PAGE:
“I first heard Carlota speak shortly after the implosion of the dot-com bubble. I assumed, as did most of those who attended her lecture, that given the dot-com financial crash, we would soon be entering the deployment period. She argued vehemently then, and in subsequent conversations, that the real financial crash had not yet taken place. After a meeting in 2005, where we once more discussed where we were in the cycle, I posted this entry where I wrote that
“Carlota Perez believes that we may not yet have entered the deployment period, as the crash phase doesn’t seem to have resolved itself. She mentions three particular structural tensions that we need still to work out in order to move on: investments continue to be focused on short-term gain, not on long-term production and growth; the social system continues to foster an unstable environment in which the rich get richer and the poor get poorer; and there is too much idle money chasing and inflating assets like housing and not going into expanding the demand needed to soak up all the excess supply being produced.”
“Think how remarkably prescient her words are, especially when you consider the number of top economists who were at the time advocating the notion that the world was now safe from cataclysmic financial crises, because of the ability of derivatives and other new financial instruments to effectively distribute risks.”
In her book she explains that “The tensions between the growth of paper values and real wealth creating capacity, which was partly relieved by the collapse, can only be overcome by strict and decisively enforced regulations to restrain the practices of the casino economy,” she said, while warning that the financial collapse of 2001-2 may not have been spectacular enough to wipe out excess self-confidence.
The massive amounts of low-priced technology demand expansion into new markets such as China and Eastern Europe, she added.
“…the tasks are complex and wide-ranging: designing an adequate and enforceable regulatory framework, devising ways of effective intervention to reshape the demand profile to extend the Information Revolution; and decisively acting on both sides of the world divide to stimulate a truly global economy, expanding wealth generation across the planet.”
Perez encouraged readers to avoid nostalgia and look forward. Her look back with its extensive and detailed links between technological innovation, capital, frenzies, bubbles and recessions lays out a pattern that decision makers can benefit from.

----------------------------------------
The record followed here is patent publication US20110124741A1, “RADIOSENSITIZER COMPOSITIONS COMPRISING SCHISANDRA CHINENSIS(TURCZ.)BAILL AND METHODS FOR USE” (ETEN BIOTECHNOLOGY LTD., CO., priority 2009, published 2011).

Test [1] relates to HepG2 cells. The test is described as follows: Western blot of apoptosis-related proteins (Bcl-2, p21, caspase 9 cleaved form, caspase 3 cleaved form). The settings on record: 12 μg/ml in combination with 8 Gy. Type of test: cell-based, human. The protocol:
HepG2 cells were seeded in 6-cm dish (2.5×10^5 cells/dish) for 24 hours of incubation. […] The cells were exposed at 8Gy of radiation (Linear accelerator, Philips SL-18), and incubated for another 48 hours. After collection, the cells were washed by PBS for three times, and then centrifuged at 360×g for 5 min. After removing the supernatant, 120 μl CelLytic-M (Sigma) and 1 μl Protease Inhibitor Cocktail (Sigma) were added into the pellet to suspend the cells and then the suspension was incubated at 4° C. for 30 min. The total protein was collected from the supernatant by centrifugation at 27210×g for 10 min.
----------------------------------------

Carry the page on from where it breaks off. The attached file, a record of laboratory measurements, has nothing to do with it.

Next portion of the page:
For some more recent commentary by Perez:
Steve Hamm of BusinessWeek caught up with her in 2008 on the issue of immigration
“Capitalism is founded upon the principle of the common good resulting from the private pursuit of profit. Yet, much more often than not, it is governments that have to make sure that the principle works.
“But when governments don’t act intelligently, economic forces hit back hard and brutally. Just as the reluctance to regulate the “free” financial markets brought on the sub-prime crisis and a likely recession, letting the unrestrained markets continue to shape globalization is likely to bring social unrest and an energy and environmental crisis.
Art Kleiner in the Booz & Company publication strategy+business in 2005 got this from her:
“Finance capital has done its job; it’s brought forth the resources to pave the way for the next wave of technology. Along the way, it’s created an environment in which companies like Microsoft, Intel, and Google could emerge and flourish. Now we need to spread out the new paradigm of our era through all the economies of the world, just as in the past.
S+B: We’ve been here before?
Perez: Yes, and more than once. There are historical regularities in the way technological revolutions form and become assimilated into society. You and I both have seen the changes wrought by information technology, and we think it is uniquely momentous. Yet previous technological revolutions made equally momentous changes. When you go back and read contemporary accounts of life in the 1880s and ’90s, you could replace the words steamships and telegraph with computers and Internet and the text would sound completely modern.
The dinosaurs have to be replaced.
“The industrial giants have reached limits to growth and innovation, but most of them still can’t give up their old practices, even when they see the need to. The electric refrigerator and the vacuum cleaner had been truly fantastic innovations, but by the 1970s innovation had devolved down to the electric knife and electric toothbrush. The appliance companies were still producing a lot of money, but they didn’t know how to invest in or design the new types of appliances that semiconductors would make possible.”
“For each technological revolution to flourish, you need a lot of new investment in infrastructure. If you don’t have railroads, who can build locomotives? If you don’t have roads or electricity, how can you sell cars or refrigerators? But if you don’t have enough cars or refrigerators, you can’t justify the roads or power plants. The solution comes through asset inflation.”
What the future demands: